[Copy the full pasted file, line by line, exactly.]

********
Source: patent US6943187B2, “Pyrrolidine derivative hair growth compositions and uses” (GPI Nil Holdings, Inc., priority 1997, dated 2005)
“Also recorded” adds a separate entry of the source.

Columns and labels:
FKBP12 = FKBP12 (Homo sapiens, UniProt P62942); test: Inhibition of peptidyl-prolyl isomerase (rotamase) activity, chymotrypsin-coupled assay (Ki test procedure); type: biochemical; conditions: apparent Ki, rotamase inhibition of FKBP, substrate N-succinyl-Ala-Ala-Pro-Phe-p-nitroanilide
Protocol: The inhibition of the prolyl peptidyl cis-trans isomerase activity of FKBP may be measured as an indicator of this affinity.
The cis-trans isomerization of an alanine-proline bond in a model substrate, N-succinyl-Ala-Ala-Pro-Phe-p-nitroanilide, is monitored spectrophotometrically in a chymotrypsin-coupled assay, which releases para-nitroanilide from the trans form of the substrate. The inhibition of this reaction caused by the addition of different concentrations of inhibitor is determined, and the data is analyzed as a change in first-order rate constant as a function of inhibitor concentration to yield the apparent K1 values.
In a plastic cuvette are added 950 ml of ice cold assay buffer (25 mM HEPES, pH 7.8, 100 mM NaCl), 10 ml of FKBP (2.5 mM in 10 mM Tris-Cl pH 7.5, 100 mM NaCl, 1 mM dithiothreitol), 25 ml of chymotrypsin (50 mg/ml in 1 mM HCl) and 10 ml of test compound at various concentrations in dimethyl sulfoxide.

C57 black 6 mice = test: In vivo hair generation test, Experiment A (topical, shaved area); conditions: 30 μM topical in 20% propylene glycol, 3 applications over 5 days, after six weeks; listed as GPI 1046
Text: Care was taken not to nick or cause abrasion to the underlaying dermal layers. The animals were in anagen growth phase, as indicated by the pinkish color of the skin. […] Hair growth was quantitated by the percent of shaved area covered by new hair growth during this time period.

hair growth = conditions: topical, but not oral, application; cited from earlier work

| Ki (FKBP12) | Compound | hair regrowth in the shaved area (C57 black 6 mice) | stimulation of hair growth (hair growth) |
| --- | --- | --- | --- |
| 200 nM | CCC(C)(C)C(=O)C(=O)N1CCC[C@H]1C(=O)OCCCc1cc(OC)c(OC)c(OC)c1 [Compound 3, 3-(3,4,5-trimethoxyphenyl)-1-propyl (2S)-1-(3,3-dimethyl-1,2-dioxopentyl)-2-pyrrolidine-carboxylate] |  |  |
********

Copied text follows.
Source: patent US6943187B2, “Pyrrolidine derivative hair growth compositions and uses” (GPI Nil Holdings, Inc., priority 1997, dated 2005)
“Also recorded” adds a separate entry of the source.

Columns and labels:
FKBP12 = FKBP12 (Homo sapiens, UniProt P62942); test: Inhibition of peptidyl-prolyl isomerase (rotamase) activity, chymotrypsin-coupled assay (Ki test procedure); type: biochemical; conditions: apparent Ki, rotamase inhibition of FKBP, substrate N-succinyl-Ala-Ala-Pro-Phe-p-nitroanilide
Protocol: The inhibition of the prolyl peptidyl cis-trans isomerase activity of FKBP may be measured as an indicator of this affinity.
The cis-trans isomerization of an alanine-proline bond in a model substrate, N-succinyl-Ala-Ala-Pro-Phe-p-nitroanilide, is monitored spectrophotometrically in a chymotrypsin-coupled assay, which releases para-nitroanilide from the trans form of the substrate. The inhibition of this reaction caused by the addition of different concentrations of inhibitor is determined, and the data is analyzed as a change in first-order rate constant as a function of inhibitor concentration to yield the apparent K1 values.
In a plastic cuvette are added 950 ml of ice cold assay buffer (25 mM HEPES, pH 7.8, 100 mM NaCl), 10 ml of FKBP (2.5 mM in 10 mM Tris-Cl pH 7.5, 100 mM NaCl, 1 mM dithiothreitol), 25 ml of chymotrypsin (50 mg/ml in 1 mM HCl) and 10 ml of test compound at various concentrations in dimethyl sulfoxide.

C57 black 6 mice = test: In vivo hair generation test, Experiment A (topical, shaved area); conditions: 30 μM topical in 20% propylene glycol, 3 applications over 5 days, after six weeks; listed as GPI 1046
Text: Care was taken not to nick or cause abrasion to the underlaying dermal layers. The animals were in anagen growth phase, as indicated by the pinkish color of the skin. […] Hair growth was quantitated by the percent of shaved area covered by new hair growth during this time period.

hair growth = conditions: topical, but not oral, application; cited from earlier work

| Ki (FKBP12) | Compound | hair regrowth in the shaved area (C57 black 6 mice) | stimulation of hair growth (hair growth) |
| --- | --- | --- | --- |
| 200 nM | CCC(C)(C)C(=O)C(=O)N1CCC[C@H]1C(=O)OCCCc1cc(OC)c(OC)c(OC)c1 [Compound 3, 3-(3,4,5-trimethoxyphenyl)-1-propyl (2S)-1-(3,3-dimethyl-1,2-dioxopentyl)-2-pyrrolidine-carboxylate] |  |  |